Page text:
Future generations will be even more diverse than Millennials or Gen Z. They will demand corporate leadership, whose leaders are emotionally knowledgeable of the varied dimensions of diversity. Companies must be able to speak readily and authentically when it comes to race and sexual orientation and gender identity issues. In a society whose ultimate deciding factor is asking the question of whether it’s good for business?

The answer is an overwhelming yes—DEI is crucial.

LGBTQ Customers of the coming generation with buying power of at least 3.7 trillion dollars, will not only expect companies to invest in DEI internally, but they will also expect the products they use and the marketing they see to reflect the diversity and values of their communities.

We also know that 63% of straight millennials identify as allies.

In addition to creating brand awareness within the LGBTQ community, supportive measures and marketing will also deepen support in the 37 trillion dollar LGBTQ ally marketplace, where 67% of straight allies factor LGBTQ friendliness into their shopping decisions.

To bring it closer to home, according to Out Leadership, “4.5% of Georgia residents identify as LGBTQ+, 27% of whom are raising children. Conservatively, that’s LGBTQ personal income of $21.6 billion – it’s a market your business can’t afford to ignore.”

LGBTQ Southerners reward those who advocate for them, with their time, talent, and treasure.

To serve as an advocate and ally requires truth-telling. It requires speaking truth to power.

Ambiguity on these important matters is dangerous to you, your employees, your customers, and your bottom line.

Your company’s words need to have the weight of your c-suite behind them. Your company must fully invest in the people who shoulder the weight of this work. It is a down payment on your future. It is what will attract the best and the brightest.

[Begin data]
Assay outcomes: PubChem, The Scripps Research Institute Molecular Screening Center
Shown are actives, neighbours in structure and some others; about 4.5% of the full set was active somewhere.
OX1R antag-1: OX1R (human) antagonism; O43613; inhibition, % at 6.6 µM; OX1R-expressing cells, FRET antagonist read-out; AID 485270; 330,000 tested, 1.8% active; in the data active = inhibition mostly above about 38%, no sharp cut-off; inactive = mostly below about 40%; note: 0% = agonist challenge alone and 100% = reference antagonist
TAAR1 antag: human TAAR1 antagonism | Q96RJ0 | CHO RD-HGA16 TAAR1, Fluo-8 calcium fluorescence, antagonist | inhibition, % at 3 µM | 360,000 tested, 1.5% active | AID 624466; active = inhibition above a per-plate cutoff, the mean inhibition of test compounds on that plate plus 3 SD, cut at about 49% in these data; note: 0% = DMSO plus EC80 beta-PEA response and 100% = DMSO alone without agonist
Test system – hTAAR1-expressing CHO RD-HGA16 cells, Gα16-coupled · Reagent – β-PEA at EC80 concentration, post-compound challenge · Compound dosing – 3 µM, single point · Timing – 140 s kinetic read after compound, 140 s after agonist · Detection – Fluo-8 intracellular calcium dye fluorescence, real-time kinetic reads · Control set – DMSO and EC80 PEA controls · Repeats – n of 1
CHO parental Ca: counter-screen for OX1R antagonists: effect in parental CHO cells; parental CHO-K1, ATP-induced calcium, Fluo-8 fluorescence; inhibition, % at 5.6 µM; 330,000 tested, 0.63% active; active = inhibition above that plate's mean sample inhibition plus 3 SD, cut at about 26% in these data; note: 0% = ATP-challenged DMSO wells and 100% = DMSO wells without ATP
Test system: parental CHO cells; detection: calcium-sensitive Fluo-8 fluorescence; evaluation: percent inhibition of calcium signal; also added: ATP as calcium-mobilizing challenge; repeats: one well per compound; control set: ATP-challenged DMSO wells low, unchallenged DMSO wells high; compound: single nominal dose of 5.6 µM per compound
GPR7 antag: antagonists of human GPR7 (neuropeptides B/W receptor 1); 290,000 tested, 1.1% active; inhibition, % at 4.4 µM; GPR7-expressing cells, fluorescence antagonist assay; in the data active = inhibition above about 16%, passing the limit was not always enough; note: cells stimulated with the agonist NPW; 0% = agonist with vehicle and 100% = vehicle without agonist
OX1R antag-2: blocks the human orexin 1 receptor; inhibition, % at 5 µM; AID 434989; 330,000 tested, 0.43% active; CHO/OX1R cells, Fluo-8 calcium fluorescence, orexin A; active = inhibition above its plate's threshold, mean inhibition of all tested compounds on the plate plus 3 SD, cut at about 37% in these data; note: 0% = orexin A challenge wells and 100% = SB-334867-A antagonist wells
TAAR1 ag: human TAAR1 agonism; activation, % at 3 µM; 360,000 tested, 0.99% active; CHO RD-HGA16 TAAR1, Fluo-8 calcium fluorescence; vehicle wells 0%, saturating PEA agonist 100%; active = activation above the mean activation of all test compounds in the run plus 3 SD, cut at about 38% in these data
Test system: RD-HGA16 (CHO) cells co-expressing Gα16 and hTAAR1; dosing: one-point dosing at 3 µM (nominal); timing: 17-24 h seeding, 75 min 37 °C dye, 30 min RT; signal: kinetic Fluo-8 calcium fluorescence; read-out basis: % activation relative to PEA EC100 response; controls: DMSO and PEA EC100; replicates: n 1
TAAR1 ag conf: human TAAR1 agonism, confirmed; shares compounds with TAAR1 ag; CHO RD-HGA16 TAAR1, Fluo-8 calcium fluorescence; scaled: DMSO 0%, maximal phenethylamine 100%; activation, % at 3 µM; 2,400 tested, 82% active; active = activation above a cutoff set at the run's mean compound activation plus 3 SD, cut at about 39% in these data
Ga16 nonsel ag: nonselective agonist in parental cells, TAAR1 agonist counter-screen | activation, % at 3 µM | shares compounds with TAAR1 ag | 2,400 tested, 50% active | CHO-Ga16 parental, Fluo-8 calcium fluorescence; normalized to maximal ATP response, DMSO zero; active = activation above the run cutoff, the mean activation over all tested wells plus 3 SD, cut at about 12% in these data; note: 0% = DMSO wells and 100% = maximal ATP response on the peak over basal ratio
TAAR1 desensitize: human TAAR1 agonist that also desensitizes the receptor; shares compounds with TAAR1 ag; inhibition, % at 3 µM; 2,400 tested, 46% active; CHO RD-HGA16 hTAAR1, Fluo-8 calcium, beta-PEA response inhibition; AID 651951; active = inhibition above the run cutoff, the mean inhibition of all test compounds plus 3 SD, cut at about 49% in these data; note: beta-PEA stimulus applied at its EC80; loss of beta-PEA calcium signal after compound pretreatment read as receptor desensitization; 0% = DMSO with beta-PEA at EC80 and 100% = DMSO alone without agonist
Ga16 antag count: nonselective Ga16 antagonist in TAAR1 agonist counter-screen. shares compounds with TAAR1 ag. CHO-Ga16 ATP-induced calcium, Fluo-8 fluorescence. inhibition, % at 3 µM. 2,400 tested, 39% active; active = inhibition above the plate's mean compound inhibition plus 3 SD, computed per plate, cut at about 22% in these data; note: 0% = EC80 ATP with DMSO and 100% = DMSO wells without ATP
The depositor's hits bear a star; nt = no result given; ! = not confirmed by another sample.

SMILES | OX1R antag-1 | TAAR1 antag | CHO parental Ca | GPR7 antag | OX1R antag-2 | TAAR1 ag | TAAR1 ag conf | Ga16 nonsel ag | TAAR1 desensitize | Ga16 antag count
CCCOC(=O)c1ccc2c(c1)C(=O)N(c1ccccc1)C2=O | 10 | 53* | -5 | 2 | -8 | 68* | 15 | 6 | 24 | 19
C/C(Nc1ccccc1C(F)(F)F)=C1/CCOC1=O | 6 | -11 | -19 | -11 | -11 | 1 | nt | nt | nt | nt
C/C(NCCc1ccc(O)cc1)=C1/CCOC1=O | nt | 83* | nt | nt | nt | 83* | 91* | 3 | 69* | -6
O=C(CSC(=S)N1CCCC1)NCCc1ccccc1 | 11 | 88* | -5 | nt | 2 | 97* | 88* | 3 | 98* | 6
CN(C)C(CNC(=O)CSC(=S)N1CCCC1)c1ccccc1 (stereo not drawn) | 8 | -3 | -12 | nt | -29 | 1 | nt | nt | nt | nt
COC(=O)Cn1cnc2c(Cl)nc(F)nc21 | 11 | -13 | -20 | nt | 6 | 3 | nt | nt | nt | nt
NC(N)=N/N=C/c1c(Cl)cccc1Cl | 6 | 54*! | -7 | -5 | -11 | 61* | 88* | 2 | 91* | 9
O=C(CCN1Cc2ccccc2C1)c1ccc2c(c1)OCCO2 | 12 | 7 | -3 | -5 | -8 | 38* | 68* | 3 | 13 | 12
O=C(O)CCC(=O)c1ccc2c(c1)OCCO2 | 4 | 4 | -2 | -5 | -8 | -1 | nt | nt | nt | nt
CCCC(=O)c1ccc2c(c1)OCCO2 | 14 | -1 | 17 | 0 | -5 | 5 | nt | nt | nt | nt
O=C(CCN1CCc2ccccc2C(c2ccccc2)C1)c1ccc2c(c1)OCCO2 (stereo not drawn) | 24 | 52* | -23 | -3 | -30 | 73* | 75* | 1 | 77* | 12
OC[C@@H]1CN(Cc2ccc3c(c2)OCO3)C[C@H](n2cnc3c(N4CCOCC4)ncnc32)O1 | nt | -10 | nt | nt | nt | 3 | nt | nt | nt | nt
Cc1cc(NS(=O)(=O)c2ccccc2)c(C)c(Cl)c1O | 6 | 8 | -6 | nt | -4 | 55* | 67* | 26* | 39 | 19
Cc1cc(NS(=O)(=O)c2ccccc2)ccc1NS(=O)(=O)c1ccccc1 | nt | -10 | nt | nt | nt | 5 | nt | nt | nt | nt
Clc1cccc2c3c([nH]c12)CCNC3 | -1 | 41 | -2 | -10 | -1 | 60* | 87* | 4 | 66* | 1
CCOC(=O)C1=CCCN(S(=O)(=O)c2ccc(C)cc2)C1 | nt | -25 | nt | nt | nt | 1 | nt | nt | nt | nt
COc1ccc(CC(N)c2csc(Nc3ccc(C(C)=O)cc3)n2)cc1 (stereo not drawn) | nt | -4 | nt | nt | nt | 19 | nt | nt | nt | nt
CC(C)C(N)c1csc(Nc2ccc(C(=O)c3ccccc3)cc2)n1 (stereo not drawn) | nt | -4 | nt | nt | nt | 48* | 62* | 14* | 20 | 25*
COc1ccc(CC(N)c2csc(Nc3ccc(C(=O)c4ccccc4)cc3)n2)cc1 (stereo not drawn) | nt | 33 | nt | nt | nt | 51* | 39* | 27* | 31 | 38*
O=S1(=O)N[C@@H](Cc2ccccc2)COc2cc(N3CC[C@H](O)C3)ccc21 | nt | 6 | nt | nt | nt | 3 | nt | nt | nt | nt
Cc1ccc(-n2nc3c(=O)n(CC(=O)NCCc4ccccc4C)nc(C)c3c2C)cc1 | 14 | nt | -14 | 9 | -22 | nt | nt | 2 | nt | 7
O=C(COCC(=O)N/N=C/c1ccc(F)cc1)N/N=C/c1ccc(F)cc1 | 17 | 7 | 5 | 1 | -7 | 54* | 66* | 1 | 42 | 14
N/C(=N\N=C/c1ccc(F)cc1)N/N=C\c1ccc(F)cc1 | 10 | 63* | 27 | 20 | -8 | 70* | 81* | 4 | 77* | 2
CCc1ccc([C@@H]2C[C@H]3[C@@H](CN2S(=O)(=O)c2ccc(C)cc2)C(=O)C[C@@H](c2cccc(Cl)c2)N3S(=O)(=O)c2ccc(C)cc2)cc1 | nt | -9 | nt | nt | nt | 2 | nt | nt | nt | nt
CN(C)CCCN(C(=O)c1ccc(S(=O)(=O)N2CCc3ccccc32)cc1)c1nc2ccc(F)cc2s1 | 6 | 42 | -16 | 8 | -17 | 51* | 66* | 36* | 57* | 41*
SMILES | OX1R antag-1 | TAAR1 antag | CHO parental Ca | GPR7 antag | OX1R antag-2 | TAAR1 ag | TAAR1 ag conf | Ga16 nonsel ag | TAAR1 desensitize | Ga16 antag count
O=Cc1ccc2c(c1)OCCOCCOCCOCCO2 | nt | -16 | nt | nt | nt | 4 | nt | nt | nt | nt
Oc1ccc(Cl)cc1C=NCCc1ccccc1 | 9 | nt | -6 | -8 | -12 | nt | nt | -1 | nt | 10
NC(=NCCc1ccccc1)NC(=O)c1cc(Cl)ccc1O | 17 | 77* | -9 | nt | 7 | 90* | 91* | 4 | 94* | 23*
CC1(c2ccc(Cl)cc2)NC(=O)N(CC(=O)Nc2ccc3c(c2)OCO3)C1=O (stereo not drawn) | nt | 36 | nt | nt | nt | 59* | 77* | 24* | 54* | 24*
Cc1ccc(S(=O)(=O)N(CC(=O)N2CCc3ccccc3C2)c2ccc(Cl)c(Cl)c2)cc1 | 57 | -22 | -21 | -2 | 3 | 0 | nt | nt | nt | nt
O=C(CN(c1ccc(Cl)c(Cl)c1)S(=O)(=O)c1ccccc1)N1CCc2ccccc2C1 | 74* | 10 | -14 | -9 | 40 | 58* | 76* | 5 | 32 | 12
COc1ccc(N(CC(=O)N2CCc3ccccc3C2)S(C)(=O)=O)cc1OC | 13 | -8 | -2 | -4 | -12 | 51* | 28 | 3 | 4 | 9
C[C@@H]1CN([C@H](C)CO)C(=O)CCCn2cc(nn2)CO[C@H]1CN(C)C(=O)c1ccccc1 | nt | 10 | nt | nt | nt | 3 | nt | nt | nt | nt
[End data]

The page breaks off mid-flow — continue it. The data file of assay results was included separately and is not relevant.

I think back to a key moment in my years of student and community organizing. I specifically remember a brave young man who stood up, in front of our Governor and his teachers and said, “Every day I prepare myself for a school that is not prepared for me.”

These young people grow up and will be part of your company someday

Will a young person today look at your business and feel like you are prepared for them?

Is your company prepared to be brave? Not just during pride month but all year, even when the people in power are seated for the legislative session? Even when the convenient thing to do is remain silent? Will your company be seen as a true ally?

The fight for LGBTQ and racial equity will continue. And, our continued success against the hateful bills and rhetoric will depend on our collective willingness to act.

As Bayard Rustin said, “the proof that one truly believes is in action”

So this pride season, reflect on the success–and then take action. Here are some ways:

  • Learn more about queer history, especially people of color who led the way like Marsha P. Johnson and Sylvia Rivera
  • Come out when you are ready as LGBTQ or as an ally.
  • Stop anti-LGBTQ and racist rhetoric and behavior by speaking up.
  • Learn about privilege, stereotypes, and unconscious bias
  • Donate to organizations working to end racism and anti-LGBTQ hate
  • Use correct and inclusive language
  • Be willing to listen.

We are diverse.  We are resilient. And, we know that our civil and human rights movements are bound to one another. That as a community, we understand that our shared destiny for equal dignity will be determined by our commitment to each other.

We are on the righteous and loving side of history. And we know it.

Have a safe and happy pride.